Danny Jordaan is doing exactly the right thing
I have sympathy for Danny Jordaan over the rape furore in which he is entangled. Also for Harvey Weinstein, enveloped in an even wider ranging sexual scandal.
Not because I believe them to be innocent. I mean, just looking at them, anyone surely can see that they are scumbags and abusers?
Look at the heavy jowls and the hooded eyes. Look at the arrogant mien that says, “I am a master of the universe. I take what I wish.” Straight out of Hollywood casting.
Just kidding. In this enlightened age, we of course know better than to judge people by their looks. We know better than to lynch because of skin hue, to ridicule because of gender, to snub because of body shape.
So, despite their looks and manners, my condemnatory verdict on Jordaan and Weinstein is arrived at rationally. Alert to the anguish that shrieks from so much of the testimony against them, I think that on the balance of probabilities they are both likely guilty of sexual offences.
But, als,o my sympathy for these men is arrived at rationally. Whatever I might think they are guilty of is actually irrelevant to anyone but myself. I am not a cop or a prosecutor or a judge.
Even if I am accurate in my assessment might be that they did something wrong, I am not entirely sure what that “something” is, in terms of crime and punishment.
It might have been rape. It might have been sexual assault. It might simply have been acute and inappropriate randiness. On the other hand, it might not have been any of those.
That is why it matters when their careers and lives are destroyed by a baying mob on social media. A mob that is so influential that through the fear it engenders among those it seeks to pressure, it can compel the withdrawal of awards and trigger the bankruptcy of companies, without a single ruling has been made by an evenhanded court.
It is a mob so influential that normally level-headed editors write sneeringly and foolishly, as Business Day did this week about Jordaan: “His refusal to publicly engage and instead to say he will see his accuser in court makes it clear that Jordaan either misunderstands the nature of rape or that he is pretending to. Rape is seldom an offence that is proven in court.”
“Even if innocent, [Jordaan] could have taken the chance to have a dialogue about that evening in the Port Elizabeth hotel. Instead he added insult to injury by offering nonsensical and inane arguments for his behaviour.”
I find it astonishing that a newspaper of Business Day’s stature seriously believes that Danny Jordaan should “publicly engage” with his accuser, “even if innocent”. Why?
Why should Jordaan choose to fight a battle in the court of public opinion, instead of a court of law? A battle terrain where allegations substitute for evidence and where there is no impartial scrutiny or interrogation of the claims made against one?
A battle, which in a superheated emotional atmosphere he is bound to lose. After all, when the editor of a staid publication like Business Day has already dismissed your very first words on the situation as “nonsensical and inane”, there can be little hope that social media activists with an axe to grind are going to understand or empathise with the accused's side of the story.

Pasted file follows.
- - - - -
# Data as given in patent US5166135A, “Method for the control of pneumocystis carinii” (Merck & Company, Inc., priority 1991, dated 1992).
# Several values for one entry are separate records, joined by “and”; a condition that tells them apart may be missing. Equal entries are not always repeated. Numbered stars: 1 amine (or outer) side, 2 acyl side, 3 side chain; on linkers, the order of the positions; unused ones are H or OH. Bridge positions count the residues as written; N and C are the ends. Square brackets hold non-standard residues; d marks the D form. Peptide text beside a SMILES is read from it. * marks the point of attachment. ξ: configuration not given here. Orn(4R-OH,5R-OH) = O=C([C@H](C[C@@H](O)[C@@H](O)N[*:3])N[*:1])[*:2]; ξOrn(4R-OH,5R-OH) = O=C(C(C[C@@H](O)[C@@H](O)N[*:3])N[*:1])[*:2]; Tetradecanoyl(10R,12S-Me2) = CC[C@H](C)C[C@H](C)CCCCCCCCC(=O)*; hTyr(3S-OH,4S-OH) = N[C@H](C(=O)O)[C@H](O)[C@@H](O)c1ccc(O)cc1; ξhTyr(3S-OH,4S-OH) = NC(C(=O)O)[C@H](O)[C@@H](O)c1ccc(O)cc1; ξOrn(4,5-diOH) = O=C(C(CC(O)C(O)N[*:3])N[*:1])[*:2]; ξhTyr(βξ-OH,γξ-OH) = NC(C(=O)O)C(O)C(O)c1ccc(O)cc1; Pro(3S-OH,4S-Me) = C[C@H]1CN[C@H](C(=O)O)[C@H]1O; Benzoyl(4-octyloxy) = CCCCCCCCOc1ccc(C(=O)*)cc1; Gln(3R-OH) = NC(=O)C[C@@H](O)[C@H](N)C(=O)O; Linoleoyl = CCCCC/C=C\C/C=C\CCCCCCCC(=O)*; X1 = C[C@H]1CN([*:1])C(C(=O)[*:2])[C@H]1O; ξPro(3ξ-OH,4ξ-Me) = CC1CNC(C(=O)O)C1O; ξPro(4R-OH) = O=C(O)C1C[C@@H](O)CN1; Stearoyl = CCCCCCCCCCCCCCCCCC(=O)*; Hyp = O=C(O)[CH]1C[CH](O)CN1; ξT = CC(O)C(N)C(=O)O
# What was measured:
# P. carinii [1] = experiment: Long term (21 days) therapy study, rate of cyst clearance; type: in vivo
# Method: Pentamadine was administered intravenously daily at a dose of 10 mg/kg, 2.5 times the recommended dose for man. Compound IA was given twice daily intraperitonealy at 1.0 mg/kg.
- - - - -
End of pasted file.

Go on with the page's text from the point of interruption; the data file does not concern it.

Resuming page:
Business Day is further wrong to assert “rape is seldom an offence that is proven in court.” Despite the evidentiary challenges, it is often proven in court and our jails are full of convicted rapists. There is also the option of civil litigation, if criminal charges cannot be brought.
It is true, however, that for a number of reasons most sexual offences do not even make it through the court doors. Not the least of those stumbling blocs is, as Business Day correctly points out, “rape can bring shame and stigma upon even the most confident of women, deepening the silence.”
But the solution is not crowd justice, presided over by media houses that have a moneymaking stake in the orchestration of a “justice” spectacle. The potential for false accusations by the vengeful, as well as fake news from the media houses themselves, should give further cause for a pause.
This week an eNCA reporter singlehandedly cut the legs off the #BlackMonday protests against farm killings, by tweeting pictures of rightwing farmers brandishing the old SA flag. The debate moved instantly from the grievances of a group of people – like them or loathe them – who have a 4.5 times greater chance of being murdered, to a debate, seized upon at cabinet minister level, about the political ingratitude of whites.
The problem is, the pictures were fake, dating back a decade. eNCA withdrew the tweet — though the reporter remains unrepentant — but by then the horse had bolted. It’s a salutary reminder of how biddable and capricious public opinion is.
So Danny Jordaan is doing exactly the right thing in seeking refuge in the courts. Innocent or guilty, that is the very reason why the judicial process exists.
And for all its limitations, it sure beats facing 140-character partisans deployed in assassination mode on Twitter, with the commercial media alternately cheering from sidelines, then refereeing from the umpire’s chair.
Follow WSM on Twitter @TheJaundicedEye